2021 NFL Draft: Ja’Marr Chase and the joys of the slant route

Doug Farrar
·4 min read

On its surface, there are few more elementary route concepts in football than the slant. There are different iterations, of course, but it’s an angular route designed to attack the leverage of a defense and have the receiver work in short areas to graze on any open space, and take advantage. There are receiver subtleties, as well. The receiver must attack the ball as it’s coming to him. He can’t be passive with the slant, because it’s an attack route from the receiver’s perspective. Not much is going to happen if that isn’t the case.

Against zone coverage, the slant target can sell a more vertical rote to make the defender less aggressive. Against man coverage, especially aggressive man coverage, one good sell against the defender is to fake an outside release on the route and then tuck back inside, having taken the defender off his feet.

The best slant targets in the NFL are among the best receivers. Last season, per Sports Info Solutions, Chicago’s Allen Robinson led the league with 37 slant targets, with 27 receptions on 30 catchable passes for 302 yards, 193 yards after the catch, 44 yards after contact, and two touchdowns. Green Bay’s Davante Adams finished second with 27 slant targets, and 20 catches on 22 catchable passes for 198 yards, 125 yards after the catch, 26 yards after contact, and two touchdowns. Robinson and Adams each have the size and agility to win in short spaces, and the speed to make something big out of a “smaller” play. Buffalo’s Stefon Diggs had three slant touchdowns on just 12 slant receptions because he’s able to tie a cornerback in knots on the route.

Bigger, more physical receivers can really win with the slant. Seattle’s DK Metcalf also had three slant touchdowns this season on 17 receptions, and Tennessee’s A.J. Brown led all receivers with 167 yards after the catch on his slant targets. It’s an important route in any passing game, and these are the best guys when the ball’s in their hands.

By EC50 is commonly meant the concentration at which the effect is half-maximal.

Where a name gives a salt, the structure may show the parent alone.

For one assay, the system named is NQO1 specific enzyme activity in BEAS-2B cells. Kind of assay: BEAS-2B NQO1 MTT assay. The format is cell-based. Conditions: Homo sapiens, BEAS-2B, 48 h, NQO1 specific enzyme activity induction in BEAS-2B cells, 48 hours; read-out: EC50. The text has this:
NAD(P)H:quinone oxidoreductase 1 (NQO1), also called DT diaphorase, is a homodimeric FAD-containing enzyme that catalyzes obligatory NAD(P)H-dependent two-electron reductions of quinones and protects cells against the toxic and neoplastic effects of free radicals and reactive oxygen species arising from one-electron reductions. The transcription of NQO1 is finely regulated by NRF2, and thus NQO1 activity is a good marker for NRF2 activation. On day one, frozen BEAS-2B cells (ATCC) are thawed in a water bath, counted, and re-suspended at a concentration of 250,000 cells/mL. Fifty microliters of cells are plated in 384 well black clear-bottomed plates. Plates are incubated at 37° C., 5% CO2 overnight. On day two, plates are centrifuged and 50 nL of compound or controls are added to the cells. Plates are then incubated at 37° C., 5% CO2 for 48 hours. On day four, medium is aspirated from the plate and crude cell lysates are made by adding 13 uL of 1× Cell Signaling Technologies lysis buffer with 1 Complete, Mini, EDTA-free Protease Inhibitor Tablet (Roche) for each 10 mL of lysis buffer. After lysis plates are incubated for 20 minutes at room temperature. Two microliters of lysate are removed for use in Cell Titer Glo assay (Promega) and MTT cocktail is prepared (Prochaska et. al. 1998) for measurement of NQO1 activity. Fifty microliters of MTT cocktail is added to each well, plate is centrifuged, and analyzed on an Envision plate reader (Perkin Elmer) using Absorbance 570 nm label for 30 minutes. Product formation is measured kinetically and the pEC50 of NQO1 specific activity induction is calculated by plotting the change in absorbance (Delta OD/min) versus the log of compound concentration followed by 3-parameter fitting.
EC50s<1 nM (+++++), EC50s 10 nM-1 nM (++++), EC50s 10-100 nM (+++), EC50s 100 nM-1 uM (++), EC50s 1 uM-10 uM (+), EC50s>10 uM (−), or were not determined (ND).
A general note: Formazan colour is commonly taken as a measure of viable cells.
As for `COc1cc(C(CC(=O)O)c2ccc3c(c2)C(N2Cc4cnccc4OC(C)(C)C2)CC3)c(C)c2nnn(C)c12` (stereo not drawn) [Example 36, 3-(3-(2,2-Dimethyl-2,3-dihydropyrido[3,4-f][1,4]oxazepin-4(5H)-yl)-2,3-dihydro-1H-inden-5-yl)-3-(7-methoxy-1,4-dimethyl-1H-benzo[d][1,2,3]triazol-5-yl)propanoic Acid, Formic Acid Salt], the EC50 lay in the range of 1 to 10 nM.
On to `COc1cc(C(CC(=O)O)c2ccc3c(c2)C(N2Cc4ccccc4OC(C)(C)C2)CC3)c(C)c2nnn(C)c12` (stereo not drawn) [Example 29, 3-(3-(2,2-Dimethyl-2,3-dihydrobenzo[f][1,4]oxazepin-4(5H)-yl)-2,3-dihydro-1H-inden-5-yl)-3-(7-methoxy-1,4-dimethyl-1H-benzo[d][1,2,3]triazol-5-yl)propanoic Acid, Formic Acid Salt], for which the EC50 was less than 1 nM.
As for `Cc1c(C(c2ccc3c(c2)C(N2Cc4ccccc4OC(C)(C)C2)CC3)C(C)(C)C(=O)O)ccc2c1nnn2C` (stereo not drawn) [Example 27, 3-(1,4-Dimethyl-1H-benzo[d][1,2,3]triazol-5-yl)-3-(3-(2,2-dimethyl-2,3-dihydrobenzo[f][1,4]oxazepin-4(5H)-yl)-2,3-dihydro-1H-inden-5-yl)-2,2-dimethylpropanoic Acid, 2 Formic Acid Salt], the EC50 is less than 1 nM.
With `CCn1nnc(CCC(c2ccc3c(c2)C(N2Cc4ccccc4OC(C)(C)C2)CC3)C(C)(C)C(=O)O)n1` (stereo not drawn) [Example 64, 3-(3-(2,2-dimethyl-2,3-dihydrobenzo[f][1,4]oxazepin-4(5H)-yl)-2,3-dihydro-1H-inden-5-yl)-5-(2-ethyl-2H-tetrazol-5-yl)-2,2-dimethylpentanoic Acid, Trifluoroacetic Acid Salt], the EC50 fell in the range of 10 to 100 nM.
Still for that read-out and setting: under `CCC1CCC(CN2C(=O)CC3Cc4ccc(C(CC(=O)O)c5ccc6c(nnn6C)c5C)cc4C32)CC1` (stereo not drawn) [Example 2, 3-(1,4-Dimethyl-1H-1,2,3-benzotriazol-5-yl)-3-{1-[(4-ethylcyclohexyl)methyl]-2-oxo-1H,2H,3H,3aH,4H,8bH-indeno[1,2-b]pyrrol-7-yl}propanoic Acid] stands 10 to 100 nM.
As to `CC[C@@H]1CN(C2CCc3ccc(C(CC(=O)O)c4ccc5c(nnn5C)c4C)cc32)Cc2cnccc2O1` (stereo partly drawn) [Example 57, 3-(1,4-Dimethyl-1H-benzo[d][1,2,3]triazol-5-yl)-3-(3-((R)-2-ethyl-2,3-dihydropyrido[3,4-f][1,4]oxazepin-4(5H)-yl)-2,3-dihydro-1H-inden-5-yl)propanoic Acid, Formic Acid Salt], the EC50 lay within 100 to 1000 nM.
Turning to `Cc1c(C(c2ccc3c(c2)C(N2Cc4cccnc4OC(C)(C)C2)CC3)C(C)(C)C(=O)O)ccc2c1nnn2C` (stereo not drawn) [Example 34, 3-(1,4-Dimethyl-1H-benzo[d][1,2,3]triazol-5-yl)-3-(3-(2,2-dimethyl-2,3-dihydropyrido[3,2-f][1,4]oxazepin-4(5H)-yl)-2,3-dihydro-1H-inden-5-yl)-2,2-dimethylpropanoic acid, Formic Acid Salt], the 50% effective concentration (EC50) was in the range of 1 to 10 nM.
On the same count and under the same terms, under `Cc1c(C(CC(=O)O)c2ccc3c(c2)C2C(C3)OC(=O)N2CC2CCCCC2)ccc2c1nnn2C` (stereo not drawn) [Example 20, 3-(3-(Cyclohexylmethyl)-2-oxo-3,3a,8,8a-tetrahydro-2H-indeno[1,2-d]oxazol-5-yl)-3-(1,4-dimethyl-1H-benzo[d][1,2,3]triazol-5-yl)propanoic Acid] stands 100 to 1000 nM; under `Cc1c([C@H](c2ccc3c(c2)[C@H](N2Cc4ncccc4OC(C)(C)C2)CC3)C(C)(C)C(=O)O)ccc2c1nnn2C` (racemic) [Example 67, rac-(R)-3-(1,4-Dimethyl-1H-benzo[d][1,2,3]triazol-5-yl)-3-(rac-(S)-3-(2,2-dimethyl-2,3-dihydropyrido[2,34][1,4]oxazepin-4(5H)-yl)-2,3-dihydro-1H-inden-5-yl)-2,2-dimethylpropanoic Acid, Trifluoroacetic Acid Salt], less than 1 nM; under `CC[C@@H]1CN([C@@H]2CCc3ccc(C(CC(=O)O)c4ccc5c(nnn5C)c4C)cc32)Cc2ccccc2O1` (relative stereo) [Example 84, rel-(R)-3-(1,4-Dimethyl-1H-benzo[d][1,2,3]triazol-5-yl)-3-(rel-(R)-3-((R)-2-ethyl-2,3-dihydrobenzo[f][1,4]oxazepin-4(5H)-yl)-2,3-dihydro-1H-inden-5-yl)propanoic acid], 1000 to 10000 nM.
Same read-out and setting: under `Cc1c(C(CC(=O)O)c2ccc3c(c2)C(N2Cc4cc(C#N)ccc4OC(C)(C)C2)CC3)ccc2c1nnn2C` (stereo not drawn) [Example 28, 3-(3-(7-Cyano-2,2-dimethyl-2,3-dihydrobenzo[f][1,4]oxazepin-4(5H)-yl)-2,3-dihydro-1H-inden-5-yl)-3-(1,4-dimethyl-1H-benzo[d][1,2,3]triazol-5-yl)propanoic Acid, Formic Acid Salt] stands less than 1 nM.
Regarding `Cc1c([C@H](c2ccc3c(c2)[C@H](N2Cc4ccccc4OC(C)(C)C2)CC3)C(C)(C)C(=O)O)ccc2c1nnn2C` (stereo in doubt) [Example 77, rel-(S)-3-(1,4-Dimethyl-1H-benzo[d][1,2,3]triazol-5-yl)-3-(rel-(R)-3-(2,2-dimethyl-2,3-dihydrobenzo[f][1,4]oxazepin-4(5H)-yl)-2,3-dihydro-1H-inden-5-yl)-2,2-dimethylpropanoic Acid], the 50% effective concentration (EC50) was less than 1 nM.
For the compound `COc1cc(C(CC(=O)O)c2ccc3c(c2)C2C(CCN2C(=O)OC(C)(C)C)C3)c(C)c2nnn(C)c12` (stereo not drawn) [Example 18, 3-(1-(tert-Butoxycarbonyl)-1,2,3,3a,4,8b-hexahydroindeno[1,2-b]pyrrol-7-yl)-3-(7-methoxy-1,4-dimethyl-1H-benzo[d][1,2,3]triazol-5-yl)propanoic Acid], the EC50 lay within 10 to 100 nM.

When it comes to the 2021 draft class of receivers, it’s tough to find a better slant receiver than LSU’s Ja’Marr Chase, who caught 84 passes for 1,780 yards and 20 touchdowns in 2019 before opting out of the 2020 season. Chase is a special receiver who does just about everything well, but in watching his tape, the slant kept standing out, and the metrics back it up. In 2019, Chase had the NCAA’s second-most slant targets (29) behind only Minnesota’s Tyler Johnson (35), who just won a Super Bowl with the Buccaneers. On those 29 targets, Chase caught 18 on 25 catchable targets for 308 yards, 192 yards after the catch, 146 yards after contact, and four touchdowns.

At 6-foot-0 and 208 pounds, Chase has the perfect balance of acceleration, awareness, quickness, and explosiveness after the catch to make the simple slant a living nightmare for any defense every single time. He had 10 catches for 229 yards and four touchdowns against Vanderbilt in Week 3 of the 2019 season, and he just killed the Commodores with slants.

On this play, all Chase has to do is grab the ball against passive coverage, but that’s where he goes to work across the field. You are going to have to attack him as a tackler if you want to avoid serious yards after the catch, and after contact.

And this is just a series of bad decisions and results for Vanderbilt’s defense. Here, Chase reminds me of Davante Adams in how quickly he’s able to impact open space, and zoom down the field. He also does a great job of selling the outside release before moving into the route.

And here, against Florida in the fifth week of the season, Chase shows his sense of spacing, timing, and precision with the slant. Cornerback C.J. Henderson is playing this about as well as anybody can, but it doesn’t matter. Any NFL quarterback would be absolutely overjoyed to have a receiver with this much hot sauce in the red zone.

Chase should be a top-five pick because of all the attributes he brings to the table, but when he does hit the NFL, remember how well he catches those little slants, the amazing things he can do with them, and what that will mean to his All-Pro potential.